In the city known for the quality of its lawyers for over 250 years, and in honor of Jewish American Heritage Month, we celebrate the contributions of outstanding Philadelphia Jewish lawyers, including Horace Stern, Morris Wolf, Helen Spigel Sax, Sylvan Cohen and Bernard Segal. Their contributions on both the local and national stages helped break barriers for equality and add to the legal prominence of the city of Philadelphia.
We invite you to learn more about each of these legal giants below.
Horace Stern (1878 – 1969)
Horace Stern was the first Jew to serve on the Pennsylvania Supreme Court and the second Jewish trustee of the University of Pennsylvania. He was also very active within Philadelphia’s Jewish community, having served as president of the Federation of Jewish Charities (now the Jewish Federation of Greater Philadelphia) and having been a founder of the American Jewish Committee. Stern graduated from the University of Pennsylvania Law School in 1899 and went on to co-found the law firm of Wolf, Block, Schorr & Solis-Cohen (later called WolfBlock) in 1903, which was one of the first all-Jewish Philadelphia law firms. He later took an appointment to the Philadelphia County Court of Common Pleas in 1920 and became chief justice of the Pennsylvania Supreme Court in 1952. Read more about this legal giant.
Morris Wolf (1883 – 1978)
Morris Wolf was born in Philadelphia in 1883. After graduating from the University of Pennsylvania Law School, he founded Wolf, Block, Schorr and Solis-Cohen – one of the first all-Jewish Philadelphia law firms – in 1903 with his law professor, Horace Stern. Wolf served as Philadelphia District Attorney, Deputy Attorney General of Pennsylvania and General Counsel for the Foreign Operations Administration (FOA) in Washington, D.C. He served on the Board of Directors of numerous organizations, and he was a trustee of the University of Pennsylvania, the Philadelphia Art Museum, Albert Einstein Medical Center and the Stephen Girard Estate. He also served as President of the Federation of Jewish Agencies and Vice President of the YM-YWHA Branch of the Jewish Ys and Centers. Read more about this legal giant.
Helen Spigel Sax (1915 – 2004)
Helen Spigel Sax was born in North Philadelphia and became an estate-planning lawyer and a pioneer among women lawyers aspiring to partnership in large law firms. She overcame polio as a teenager and went on to attend Swarthmore College and the University of Pennsylvania. She was an attorney for more than 50 years at Wolf, Block, Schorr & Solis-Cohen. In the 1960s, she served as president of the Girl Scouts of Greater Philadelphia and was a board member of the National Museum of American Jewish History, the Rosenbach Museum and Library and the Big Brother/Big Sister Association of Philadelphia, among other educational and charitable institutions. Read more about this legal giant.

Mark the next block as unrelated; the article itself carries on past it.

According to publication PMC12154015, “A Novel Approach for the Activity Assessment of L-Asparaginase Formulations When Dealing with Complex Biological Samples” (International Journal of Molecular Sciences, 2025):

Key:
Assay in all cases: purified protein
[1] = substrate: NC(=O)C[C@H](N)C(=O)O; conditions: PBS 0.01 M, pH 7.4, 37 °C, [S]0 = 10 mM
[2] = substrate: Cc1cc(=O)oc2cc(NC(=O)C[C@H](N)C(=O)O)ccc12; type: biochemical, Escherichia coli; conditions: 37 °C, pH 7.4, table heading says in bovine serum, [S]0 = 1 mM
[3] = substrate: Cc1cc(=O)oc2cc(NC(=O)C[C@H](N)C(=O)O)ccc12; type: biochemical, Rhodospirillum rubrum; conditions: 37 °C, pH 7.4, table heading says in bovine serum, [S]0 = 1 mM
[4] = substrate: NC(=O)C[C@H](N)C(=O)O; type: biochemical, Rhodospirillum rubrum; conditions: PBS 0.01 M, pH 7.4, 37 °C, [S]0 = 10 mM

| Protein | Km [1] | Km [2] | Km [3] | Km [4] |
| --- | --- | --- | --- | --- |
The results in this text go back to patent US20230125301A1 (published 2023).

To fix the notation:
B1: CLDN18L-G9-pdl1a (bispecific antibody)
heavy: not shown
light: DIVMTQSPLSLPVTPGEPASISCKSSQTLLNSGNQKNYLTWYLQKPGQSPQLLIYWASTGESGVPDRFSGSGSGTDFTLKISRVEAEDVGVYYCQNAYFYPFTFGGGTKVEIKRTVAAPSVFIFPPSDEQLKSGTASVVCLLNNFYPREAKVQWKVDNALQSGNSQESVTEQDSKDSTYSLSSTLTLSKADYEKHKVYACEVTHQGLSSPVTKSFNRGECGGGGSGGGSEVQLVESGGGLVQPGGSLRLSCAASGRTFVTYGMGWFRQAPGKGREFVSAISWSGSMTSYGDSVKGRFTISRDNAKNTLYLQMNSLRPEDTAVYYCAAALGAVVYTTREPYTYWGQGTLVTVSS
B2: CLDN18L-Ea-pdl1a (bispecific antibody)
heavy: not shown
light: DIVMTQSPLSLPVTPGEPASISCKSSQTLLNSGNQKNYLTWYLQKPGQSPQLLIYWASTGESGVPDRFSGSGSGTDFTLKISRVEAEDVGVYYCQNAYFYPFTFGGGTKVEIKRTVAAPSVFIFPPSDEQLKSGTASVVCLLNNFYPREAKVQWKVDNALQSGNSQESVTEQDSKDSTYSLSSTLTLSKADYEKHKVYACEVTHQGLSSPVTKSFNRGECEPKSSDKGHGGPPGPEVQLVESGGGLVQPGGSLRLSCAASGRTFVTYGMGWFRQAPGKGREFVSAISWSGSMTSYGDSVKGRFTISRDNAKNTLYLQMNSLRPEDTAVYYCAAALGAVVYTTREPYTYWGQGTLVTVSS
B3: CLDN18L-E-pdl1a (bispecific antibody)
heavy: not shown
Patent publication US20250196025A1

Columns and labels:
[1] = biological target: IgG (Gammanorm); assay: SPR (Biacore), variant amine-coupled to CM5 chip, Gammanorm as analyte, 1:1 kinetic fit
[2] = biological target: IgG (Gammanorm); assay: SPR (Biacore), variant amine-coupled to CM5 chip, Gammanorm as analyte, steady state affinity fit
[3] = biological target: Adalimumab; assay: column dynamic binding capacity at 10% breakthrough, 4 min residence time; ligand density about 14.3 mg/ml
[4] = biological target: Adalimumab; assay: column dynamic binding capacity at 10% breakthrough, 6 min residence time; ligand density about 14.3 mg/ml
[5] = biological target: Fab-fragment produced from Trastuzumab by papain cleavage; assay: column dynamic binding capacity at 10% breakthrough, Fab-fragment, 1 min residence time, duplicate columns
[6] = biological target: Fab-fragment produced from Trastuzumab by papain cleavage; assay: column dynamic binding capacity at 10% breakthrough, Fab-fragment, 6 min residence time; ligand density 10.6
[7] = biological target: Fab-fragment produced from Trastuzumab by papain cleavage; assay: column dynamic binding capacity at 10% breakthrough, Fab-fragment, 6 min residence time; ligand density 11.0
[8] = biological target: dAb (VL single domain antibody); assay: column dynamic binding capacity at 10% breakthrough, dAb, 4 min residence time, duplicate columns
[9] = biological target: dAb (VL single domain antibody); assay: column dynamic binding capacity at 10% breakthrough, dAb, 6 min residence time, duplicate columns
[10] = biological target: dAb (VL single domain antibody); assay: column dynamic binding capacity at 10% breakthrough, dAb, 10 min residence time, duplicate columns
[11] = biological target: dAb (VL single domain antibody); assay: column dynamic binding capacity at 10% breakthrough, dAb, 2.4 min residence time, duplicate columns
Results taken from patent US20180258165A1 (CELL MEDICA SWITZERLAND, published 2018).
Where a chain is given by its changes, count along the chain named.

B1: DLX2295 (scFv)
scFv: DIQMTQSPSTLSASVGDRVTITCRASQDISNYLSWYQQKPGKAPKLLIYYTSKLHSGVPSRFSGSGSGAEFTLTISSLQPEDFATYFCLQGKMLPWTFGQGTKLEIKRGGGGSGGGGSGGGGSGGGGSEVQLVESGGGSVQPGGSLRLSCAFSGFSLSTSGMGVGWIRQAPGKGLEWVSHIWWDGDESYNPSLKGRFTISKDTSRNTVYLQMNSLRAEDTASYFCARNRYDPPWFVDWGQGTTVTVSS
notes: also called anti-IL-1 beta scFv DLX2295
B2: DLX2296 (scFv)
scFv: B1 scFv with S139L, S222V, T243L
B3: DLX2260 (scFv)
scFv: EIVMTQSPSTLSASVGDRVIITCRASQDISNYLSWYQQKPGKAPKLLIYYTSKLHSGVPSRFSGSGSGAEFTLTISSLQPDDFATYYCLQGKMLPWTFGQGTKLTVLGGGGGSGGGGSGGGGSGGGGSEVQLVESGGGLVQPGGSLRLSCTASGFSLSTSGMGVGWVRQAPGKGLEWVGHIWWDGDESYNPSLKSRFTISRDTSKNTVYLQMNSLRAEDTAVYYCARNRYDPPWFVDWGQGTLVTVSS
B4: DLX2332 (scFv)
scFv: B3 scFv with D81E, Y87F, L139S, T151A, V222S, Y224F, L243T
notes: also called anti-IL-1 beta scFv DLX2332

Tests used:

Sylvan Cohen (1914 – 2001)
Sylvan Cohen founded the Philadelphia-based Pennsylvania Real Estate Investment Trust (PREIT) — one of the first REITs in the U.S. — in 1960. Born in Philadelphia, Cohen grew up in a West Philadelphia row home. He graduated in 1935 from the University of Pennsylvania and received a law degree from the University of Pennsylvania Law School in 1938. A veteran of World War II, Cohen served as a combat intelligence officer in the Air Corps. He was former Chairman of the National Association of Real Estate Investment Trusts and the International Council of Shopping Centers (ICSC), of which he was a founding member. Among his many positions in the community, Cohen served as President of the Jewish Federation of Greater Philadelphia, Vice President of the United Way as well as Director of the University of Pennsylvania’s Medical School and Law School, the National Conference of Christians and Jews and the Police Athletic League of Philadelphia. Read more about this legal giant.
Bernard G. Segal (1907 – 1997)
Bernard Segal was born in New York City, but he spent his childhood in Allentown and Philadelphia, Pennsylvania. He received both his bachelor’s and law degrees at the University of Pennsylvania. The Attorney General of Pennsylvania, William A. Schnader, appointed Segal as Deputy Attorney General in 1932. At 24, Segal was the youngest deputy attorney general in state history and served in the role until 1934. When Schnader lost a race for governor and established his own firm in 1935, Segal joined the firm as its only associate and quickly became a partner. He eventually served as chairman of the firm, now known as Schnader, Harrison, Segal & Lewis. Segal became the first Jewish lawyer elected chancellor of the Philadelphia Bar Association, the nation’s oldest bar association. In 1969, he became president of the American Bar Association. Segal was known as the nation’s foremost advocate of merit selection of judges. Read more about this legal giant.
Co-authors Michael Coran and Brett Feldman are members of the Diversity and Inclusion Committee at Klehr Harrison, which strives to advance diversity, equity and inclusion through education in all forms from educating our own lawyers and clients, hiring and mentoring minority lawyers and providing tools to educate students of all ages.